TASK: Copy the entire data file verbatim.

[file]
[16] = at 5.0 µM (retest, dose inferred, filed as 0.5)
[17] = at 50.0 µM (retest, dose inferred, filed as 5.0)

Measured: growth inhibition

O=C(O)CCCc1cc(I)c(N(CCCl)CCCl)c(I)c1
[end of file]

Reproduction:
[16] = at 5.0 µM (retest, dose inferred, filed as 0.5)
[17] = at 50.0 µM (retest, dose inferred, filed as 5.0)

Measured: growth inhibition

O=C(O)CCCc1cc(I)c(N(CCCl)CCCl)c(I)c1